Hagan demands review of NC voter law

Sen. Kay Hagan (D-N.C.) on Tuesday called on the Justice Department to review her state’s new voter identification law, calling it one of “the most restrictive in the country.”

North Carolina Gov. Pat McCrory (R) signed into law a bill on Monday that would require voters to show government identification when voting, shorten early-voting days, cut off same-day registration and end a program to preregister teens who would be eligible to vote by Election Day.  

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“I am deeply concerned that H.B. 589 will restrict the ability of minorities, seniors, students, the disabled, and low and middle incomes citizens to exercise their constitutional right to vote,” Hagan said in a letter to Attorney General Eric Holder.

Hagan is one of four Senate Democrats up for reelection next year in red states won by presidential candidate Mitt Romney in 2012. Her Senate campaign will not be immediately affected by the law, which goes into effect in 2016.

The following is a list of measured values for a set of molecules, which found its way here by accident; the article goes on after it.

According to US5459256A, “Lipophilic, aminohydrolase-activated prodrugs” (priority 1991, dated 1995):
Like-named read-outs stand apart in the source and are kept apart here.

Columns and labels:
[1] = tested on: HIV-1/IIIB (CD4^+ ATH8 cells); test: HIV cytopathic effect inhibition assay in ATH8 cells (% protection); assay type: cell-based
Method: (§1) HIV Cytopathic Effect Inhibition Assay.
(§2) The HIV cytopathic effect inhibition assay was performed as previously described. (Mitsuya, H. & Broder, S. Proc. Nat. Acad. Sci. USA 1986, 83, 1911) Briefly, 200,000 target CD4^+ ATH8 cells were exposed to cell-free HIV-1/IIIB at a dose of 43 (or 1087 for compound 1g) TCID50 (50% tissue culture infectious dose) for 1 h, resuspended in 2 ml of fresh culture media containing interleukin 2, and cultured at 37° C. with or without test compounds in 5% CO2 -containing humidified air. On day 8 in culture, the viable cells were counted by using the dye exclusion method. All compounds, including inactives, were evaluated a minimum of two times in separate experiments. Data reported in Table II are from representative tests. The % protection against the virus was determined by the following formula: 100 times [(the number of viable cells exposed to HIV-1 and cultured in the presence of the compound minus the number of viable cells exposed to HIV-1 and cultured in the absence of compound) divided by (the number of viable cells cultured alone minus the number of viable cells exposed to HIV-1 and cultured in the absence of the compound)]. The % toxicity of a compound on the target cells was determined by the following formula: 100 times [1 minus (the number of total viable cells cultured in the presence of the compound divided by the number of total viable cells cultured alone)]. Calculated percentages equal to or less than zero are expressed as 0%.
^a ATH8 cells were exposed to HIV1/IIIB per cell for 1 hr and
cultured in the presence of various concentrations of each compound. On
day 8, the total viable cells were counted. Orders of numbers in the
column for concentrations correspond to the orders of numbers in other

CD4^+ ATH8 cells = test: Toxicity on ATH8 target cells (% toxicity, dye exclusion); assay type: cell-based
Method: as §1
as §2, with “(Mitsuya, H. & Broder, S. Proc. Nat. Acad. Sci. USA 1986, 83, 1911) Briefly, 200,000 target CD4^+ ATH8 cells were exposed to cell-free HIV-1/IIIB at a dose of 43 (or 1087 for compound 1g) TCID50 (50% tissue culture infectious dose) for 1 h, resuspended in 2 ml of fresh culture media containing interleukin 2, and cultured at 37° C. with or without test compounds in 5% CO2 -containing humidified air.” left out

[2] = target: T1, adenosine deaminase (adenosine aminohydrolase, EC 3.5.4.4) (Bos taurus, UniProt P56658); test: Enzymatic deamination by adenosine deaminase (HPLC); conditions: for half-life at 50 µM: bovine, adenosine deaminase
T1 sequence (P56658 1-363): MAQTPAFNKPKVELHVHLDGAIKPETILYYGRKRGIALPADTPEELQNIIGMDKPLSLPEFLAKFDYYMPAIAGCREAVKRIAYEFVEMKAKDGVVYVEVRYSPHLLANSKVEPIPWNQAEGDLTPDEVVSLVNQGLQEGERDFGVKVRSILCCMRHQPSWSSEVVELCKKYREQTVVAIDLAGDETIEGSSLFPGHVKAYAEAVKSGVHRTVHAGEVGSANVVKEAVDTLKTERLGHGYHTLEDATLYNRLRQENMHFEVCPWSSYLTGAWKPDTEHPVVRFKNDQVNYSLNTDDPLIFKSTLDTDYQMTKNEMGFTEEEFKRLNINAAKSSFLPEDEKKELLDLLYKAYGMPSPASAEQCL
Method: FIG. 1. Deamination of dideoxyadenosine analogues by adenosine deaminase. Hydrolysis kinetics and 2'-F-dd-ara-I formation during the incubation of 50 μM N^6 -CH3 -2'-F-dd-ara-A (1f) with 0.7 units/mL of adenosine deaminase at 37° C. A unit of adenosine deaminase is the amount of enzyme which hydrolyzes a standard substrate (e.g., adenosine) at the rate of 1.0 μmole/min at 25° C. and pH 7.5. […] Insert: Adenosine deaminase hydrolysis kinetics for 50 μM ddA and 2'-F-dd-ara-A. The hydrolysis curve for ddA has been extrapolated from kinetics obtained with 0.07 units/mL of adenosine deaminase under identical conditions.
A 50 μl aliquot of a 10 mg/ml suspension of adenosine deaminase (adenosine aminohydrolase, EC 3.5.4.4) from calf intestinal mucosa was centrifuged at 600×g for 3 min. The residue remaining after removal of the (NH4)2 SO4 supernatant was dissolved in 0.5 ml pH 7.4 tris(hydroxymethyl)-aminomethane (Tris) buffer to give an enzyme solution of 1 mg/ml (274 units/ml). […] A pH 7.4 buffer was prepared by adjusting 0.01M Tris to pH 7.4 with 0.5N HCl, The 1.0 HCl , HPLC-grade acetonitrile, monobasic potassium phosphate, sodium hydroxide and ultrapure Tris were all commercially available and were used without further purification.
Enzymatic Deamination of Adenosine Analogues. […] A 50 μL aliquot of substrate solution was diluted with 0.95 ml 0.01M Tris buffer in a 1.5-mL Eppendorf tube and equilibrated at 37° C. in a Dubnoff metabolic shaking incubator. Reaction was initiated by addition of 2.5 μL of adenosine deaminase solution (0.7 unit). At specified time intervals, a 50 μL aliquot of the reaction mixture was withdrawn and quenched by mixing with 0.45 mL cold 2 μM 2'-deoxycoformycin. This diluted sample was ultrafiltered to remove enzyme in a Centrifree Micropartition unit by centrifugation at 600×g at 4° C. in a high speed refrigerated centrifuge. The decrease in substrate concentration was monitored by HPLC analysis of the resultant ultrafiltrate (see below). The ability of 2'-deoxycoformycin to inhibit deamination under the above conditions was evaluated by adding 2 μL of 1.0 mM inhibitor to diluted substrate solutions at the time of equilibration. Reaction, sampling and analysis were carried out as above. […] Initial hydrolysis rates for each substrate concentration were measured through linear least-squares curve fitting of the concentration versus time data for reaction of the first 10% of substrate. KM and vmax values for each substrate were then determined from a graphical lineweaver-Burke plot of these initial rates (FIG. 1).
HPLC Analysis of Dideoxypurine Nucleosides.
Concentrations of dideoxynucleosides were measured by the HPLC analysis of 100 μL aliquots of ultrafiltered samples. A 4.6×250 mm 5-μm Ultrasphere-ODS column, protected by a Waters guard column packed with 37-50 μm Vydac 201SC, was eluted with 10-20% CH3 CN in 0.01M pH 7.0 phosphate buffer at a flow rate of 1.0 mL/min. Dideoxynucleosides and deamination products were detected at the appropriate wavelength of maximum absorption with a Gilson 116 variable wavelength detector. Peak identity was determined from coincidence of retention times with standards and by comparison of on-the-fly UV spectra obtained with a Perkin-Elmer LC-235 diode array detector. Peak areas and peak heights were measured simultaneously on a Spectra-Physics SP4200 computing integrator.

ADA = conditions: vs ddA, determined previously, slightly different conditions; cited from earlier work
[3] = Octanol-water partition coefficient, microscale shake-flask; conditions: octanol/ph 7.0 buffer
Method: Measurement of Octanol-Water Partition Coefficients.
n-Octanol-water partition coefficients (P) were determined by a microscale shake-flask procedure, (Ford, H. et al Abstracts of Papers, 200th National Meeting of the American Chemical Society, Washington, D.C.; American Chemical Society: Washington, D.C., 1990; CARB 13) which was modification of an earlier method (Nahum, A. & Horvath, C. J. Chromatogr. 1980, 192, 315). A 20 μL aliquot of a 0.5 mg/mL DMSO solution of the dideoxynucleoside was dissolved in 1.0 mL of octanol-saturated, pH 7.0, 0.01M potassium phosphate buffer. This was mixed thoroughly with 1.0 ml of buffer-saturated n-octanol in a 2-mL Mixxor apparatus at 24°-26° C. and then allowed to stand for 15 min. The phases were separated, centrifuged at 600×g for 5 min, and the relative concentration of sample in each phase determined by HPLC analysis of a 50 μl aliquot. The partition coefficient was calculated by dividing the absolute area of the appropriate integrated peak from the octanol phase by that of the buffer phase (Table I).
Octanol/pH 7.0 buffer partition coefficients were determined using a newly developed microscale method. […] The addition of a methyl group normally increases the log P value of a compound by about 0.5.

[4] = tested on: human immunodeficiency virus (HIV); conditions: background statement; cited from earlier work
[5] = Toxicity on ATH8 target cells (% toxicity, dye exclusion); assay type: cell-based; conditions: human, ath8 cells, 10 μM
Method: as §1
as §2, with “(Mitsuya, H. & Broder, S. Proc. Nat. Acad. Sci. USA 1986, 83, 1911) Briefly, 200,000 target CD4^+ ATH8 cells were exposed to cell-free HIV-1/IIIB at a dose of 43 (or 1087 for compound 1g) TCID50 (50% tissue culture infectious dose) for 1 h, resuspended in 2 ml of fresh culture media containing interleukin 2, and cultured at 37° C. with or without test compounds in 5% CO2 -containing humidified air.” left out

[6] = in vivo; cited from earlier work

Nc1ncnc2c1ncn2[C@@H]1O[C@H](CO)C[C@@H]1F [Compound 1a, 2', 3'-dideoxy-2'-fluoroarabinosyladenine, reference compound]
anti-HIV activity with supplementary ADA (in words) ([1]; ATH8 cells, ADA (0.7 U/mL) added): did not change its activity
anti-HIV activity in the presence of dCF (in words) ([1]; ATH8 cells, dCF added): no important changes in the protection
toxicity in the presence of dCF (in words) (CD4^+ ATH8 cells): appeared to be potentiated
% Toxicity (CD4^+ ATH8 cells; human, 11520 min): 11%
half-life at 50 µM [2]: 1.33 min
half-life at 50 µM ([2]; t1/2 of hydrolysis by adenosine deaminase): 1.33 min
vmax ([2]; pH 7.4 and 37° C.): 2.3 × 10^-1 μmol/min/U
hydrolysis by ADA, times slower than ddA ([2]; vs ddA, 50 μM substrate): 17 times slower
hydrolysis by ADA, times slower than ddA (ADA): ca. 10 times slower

“Protecting the fundamental right of our citizens to vote should be among the federal government’s highest priorities,” she said. 

Some Democrats argue that the law targets a segment of the population that traditionally votes for Democrats.   

The Justice Department is considering taking action against North Carolina and a handful of states after the Supreme Court struck down part of the Voting Rights Act earlier this year. 

In a narrow decision, the justices invalidated a portion of the law that required a number of Southern states with a history of voter suppression to clear all new voting regulations with the federal government. 

The court ruled that the criteria are outdated and gave Congress the option of updating it. 

The Justice Department has already said it would challenge a voter ID law in Texas and has not ruled out similar action in North Carolina, where lawsuits have already been filed by other groups challenging the law. 

Hagan leads all potential Republican Senate opponents in a new survey from the Democratic-affiliated Public Policy Polling. 

Some of her opponents — including state House Speaker Thom Tillis (R) — are dragged down by voters’ disapproval of the North Carolina state legislature, which has passed a number of controversial bills since Republicans won control in Raleigh.